Monday, 27 February 2017

Geeky expressions only my friends understand (and now you will, too)

For most these will just be some random words, 
but members of Asylum will recognize them immediately

The latest 5 Fandom Friday was about "geeky expressions that only my friends understand". I suggested the topic myself, so I definitely wanted to participate, even if the flu kept me from writing anything on the appropriate day (last Friday). 

I don't really talk "geeky" in everyday life, but when I'm at my gaming laptop, I definitely do. Not only am I fluent in "MMO language" (read: Lost in translation: Why my friends don't understand me when I talk about MMOs), I also use specific phrases that don't make a lot of sense to anyone (not even other MMO players) but my friends. 

Monday, 20 February 2017

The power of memories: a quest for the essence of MMOs

 Last week, I was chatting to my friend Rakuno. He was reminiscing why he was going through this "long, weird streak of burning out on MMOs": "after playing MMOs for a while it kind of feels like the road is the same no matter the game", he said. And he has a point. Other than artistic, visual differences and varying lore settings, all MMOs boil down to the same formula: gather experience (level up), gather gear, gather currency... maybe fight some challenging bosses, craft stuff, dress up or decorate your house. There is no definite end goal, no satisfying "You WIN!" button at the end; in fact, there is no end, there are seemingly always more things to do. Indeed, MMOs would be shitty, grindy RPGs, if not for that single defining element: the other people with whom you share this virtual world.

Friday, 10 February 2017

Drawing diary: January

After finally having finished my new year's card design I didn't have to think about what my next drawing project would be, because Kay of My Open Sketchbook had it all covered. Kay namely came up with a 30 Day botanical drawing challenge, and because I love plants, the decision to participate was easily made.

Wednesday, 8 February 2017

Artificial versus designed difficulty: a critique on SWTOR's master mode story design

I'm usually not your typical "armchair game designer", as some bloggers jokingly call themselves: I like (or don't like) games as they are and don't have any pretensions of coming up with an original design of my own. However, a discussion I had the other day with Conrad about the newly released master mode (in addition to the available story and veteran mode) for the Knights of the Fallen Empire and Knights of the Eternal Throne story in Star Wars: the Old Republic made me think about difficulty design in MMOs.

If you've been listening to Corellian Run Radio last Saturday (and if you're a SWTOR player who is interested in the latest content, I totally recommend the show), you have already heard some critique on the way the difficulty of story chapters is increased between veteran and master mode.* Let me be clear: I'm not saying that master mode is too difficult; what I'm saying is that it's a shame the difficulty is not increased by adding new mechanics, but by simply increasing stats. In other words: by increasing the artificial difficulty.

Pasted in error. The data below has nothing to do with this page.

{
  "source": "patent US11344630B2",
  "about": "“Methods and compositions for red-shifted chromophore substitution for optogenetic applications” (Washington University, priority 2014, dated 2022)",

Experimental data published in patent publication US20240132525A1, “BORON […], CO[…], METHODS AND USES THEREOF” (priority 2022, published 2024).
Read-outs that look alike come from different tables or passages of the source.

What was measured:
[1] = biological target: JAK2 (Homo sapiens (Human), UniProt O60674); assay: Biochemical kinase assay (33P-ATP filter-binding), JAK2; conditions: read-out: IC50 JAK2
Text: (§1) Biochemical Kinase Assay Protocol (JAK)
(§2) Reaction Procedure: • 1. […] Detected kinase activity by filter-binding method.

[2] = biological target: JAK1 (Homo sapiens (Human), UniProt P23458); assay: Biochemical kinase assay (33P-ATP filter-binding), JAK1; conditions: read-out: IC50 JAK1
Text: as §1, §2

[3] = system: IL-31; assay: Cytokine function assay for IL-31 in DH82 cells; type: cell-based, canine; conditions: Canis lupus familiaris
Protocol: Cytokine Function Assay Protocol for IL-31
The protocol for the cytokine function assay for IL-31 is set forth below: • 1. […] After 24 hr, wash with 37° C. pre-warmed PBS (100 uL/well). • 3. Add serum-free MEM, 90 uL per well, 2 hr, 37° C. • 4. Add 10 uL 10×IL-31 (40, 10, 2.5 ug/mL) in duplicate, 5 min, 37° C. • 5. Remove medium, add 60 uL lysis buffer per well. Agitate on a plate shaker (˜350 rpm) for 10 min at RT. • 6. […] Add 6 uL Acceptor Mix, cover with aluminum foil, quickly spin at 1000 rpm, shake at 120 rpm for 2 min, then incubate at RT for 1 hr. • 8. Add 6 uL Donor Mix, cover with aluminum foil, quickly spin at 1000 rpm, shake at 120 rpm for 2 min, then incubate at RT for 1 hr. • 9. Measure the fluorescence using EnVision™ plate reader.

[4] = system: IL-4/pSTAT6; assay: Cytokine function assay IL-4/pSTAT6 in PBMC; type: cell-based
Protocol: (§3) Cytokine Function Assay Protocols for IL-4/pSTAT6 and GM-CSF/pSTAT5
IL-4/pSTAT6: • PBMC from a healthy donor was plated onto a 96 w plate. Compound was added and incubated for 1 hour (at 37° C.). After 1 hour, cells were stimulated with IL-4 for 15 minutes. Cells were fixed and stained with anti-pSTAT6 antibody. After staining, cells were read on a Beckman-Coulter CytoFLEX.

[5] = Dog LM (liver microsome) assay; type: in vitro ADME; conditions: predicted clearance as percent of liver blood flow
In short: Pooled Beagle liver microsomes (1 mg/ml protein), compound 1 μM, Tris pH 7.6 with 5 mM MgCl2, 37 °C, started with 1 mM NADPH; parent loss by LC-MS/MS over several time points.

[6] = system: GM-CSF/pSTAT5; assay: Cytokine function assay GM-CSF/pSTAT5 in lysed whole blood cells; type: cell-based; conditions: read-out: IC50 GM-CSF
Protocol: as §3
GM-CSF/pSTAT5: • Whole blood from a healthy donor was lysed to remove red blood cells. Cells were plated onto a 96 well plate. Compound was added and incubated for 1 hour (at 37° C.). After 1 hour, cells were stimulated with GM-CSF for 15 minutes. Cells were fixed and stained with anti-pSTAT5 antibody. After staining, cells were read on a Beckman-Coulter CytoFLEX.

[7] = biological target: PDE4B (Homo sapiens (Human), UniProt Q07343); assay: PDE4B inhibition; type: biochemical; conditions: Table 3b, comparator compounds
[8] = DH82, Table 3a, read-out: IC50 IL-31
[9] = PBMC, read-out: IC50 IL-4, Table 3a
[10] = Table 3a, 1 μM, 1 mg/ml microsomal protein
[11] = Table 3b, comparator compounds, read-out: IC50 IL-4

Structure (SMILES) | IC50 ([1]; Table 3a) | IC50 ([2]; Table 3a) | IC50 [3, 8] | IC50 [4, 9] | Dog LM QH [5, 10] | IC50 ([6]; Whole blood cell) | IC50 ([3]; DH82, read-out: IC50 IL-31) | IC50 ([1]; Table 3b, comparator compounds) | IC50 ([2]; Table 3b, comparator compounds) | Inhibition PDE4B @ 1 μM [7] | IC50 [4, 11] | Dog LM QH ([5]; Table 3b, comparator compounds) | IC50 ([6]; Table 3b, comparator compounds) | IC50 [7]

I didn't have much time to explore this game design term much in CRR's podcast episode, so I am taking the opportunity to do so here, as well as sharing some ideas to improve the experience of master mode chapters. I will try to do so in a way that makes this article relevant for MMO gamers that don't play SWTOR as well, but feel free to ask me anything in the comment section if things aren't clear. Disclaimer: the amount of nerd is strong with this one, so I won't blame you if you happen to fall asleep halfway (though I appreciate it if you wouldn't snore in the comment section).

Friday, 3 February 2017

My to be read pile

This week's Five Fandom Friday topic is - once more - not about gaming: it is about reading. I used to fill my hours reading anything I could get my hands on as a child. At school, we had weekly tasks, and each week I finished them as fast as I could, so I could spend half of Thursday and the whole of Friday reading. Unfortunately, it doesn't work like that at university and since I now need to read so much professionally, I don't feel like reading for fun so much anymore. And now there is gaming, too, to distract me. 

Fandom Friday seemed like a good opportunity to look at what books I have laying around that I want to read this year. Turns out it's a very diverse company! I love reading in my native language (Dutch) as well, but somehow I don't have any Dutch books waiting for me at the moment.